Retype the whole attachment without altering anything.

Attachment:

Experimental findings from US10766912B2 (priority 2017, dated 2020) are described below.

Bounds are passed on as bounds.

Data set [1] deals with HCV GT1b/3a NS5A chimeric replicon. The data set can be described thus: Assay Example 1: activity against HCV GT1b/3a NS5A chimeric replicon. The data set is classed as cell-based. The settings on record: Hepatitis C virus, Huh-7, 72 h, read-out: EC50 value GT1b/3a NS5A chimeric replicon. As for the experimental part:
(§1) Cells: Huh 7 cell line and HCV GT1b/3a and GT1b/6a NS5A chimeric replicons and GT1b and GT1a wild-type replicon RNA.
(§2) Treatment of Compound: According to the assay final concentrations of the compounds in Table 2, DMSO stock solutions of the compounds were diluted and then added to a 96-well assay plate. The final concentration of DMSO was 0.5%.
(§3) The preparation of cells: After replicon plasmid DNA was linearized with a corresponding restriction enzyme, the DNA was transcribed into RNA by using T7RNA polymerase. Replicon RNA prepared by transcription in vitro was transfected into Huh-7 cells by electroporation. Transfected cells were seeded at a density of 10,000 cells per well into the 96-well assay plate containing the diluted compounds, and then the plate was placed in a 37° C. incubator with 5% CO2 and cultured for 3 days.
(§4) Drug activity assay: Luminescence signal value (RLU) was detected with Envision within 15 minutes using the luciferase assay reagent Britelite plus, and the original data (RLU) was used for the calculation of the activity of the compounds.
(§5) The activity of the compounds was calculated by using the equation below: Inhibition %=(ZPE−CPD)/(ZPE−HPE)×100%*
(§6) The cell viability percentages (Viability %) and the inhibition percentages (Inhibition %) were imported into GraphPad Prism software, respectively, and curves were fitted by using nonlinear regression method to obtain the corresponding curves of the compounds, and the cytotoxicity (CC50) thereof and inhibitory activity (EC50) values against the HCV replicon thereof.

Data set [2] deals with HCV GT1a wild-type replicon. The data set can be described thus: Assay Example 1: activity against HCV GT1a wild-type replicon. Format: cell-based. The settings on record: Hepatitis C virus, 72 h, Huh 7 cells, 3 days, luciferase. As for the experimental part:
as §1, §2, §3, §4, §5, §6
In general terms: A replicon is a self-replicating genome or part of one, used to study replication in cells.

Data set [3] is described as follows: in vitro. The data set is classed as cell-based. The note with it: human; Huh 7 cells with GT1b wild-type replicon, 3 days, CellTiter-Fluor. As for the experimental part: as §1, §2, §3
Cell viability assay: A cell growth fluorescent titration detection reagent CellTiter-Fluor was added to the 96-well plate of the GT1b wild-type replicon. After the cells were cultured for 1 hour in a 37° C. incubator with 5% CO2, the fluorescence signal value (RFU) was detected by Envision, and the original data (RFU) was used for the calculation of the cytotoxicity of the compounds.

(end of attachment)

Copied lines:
Experimental findings from US10766912B2 (priority 2017, dated 2020) are described below.

Bounds are passed on as bounds.

Data set [1] deals with HCV GT1b/3a NS5A chimeric replicon. The data set can be described thus: Assay Example 1: activity against HCV GT1b/3a NS5A chimeric replicon. The data set is classed as cell-based. The settings on record: Hepatitis C virus, Huh-7, 72 h, read-out: EC50 value GT1b/3a NS5A chimeric replicon. As for the experimental part:
(§1) Cells: Huh 7 cell line and HCV GT1b/3a and GT1b/6a NS5A chimeric replicons and GT1b and GT1a wild-type replicon RNA.
(§2) Treatment of Compound: According to the assay final concentrations of the compounds in Table 2, DMSO stock solutions of the compounds were diluted and then added to a 96-well assay plate. The final concentration of DMSO was 0.5%.
(§3) The preparation of cells: After replicon plasmid DNA was linearized with a corresponding restriction enzyme, the DNA was transcribed into RNA by using T7RNA polymerase. Replicon RNA prepared by transcription in vitro was transfected into Huh-7 cells by electroporation. Transfected cells were seeded at a density of 10,000 cells per well into the 96-well assay plate containing the diluted compounds, and then the plate was placed in a 37° C. incubator with 5% CO2 and cultured for 3 days.
(§4) Drug activity assay: Luminescence signal value (RLU) was detected with Envision within 15 minutes using the luciferase assay reagent Britelite plus, and the original data (RLU) was used for the calculation of the activity of the compounds.
(§5) The activity of the compounds was calculated by using the equation below: Inhibition %=(ZPE−CPD)/(ZPE−HPE)×100%*
(§6) The cell viability percentages (Viability %) and the inhibition percentages (Inhibition %) were imported into GraphPad Prism software, respectively, and curves were fitted by using nonlinear regression method to obtain the corresponding curves of the compounds, and the cytotoxicity (CC50) thereof and inhibitory activity (EC50) values against the HCV replicon thereof.

Data set [2] deals with HCV GT1a wild-type replicon. The data set can be described thus: Assay Example 1: activity against HCV GT1a wild-type replicon. Format: cell-based. The settings on record: Hepatitis C virus, 72 h, Huh 7 cells, 3 days, luciferase. As for the experimental part:
as §1, §2, §3, §4, §5, §6
In general terms: A replicon is a self-replicating genome or part of one, used to study replication in cells.

Data set [3] is described as follows: in vitro. The data set is classed as cell-based. The note with it: human; Huh 7 cells with GT1b wild-type replicon, 3 days, CellTiter-Fluor. As for the experimental part: as §1, §2, §3
Cell viability assay: A cell growth fluorescent titration detection reagent CellTiter-Fluor was added to the 96-well plate of the GT1b wild-type replicon. After the cells were cultured for 1 hour in a 37° C. incubator with 5% CO2, the fluorescence signal value (RFU) was detected by Envision, and the original data (RFU) was used for the calculation of the cytotoxicity of the compounds.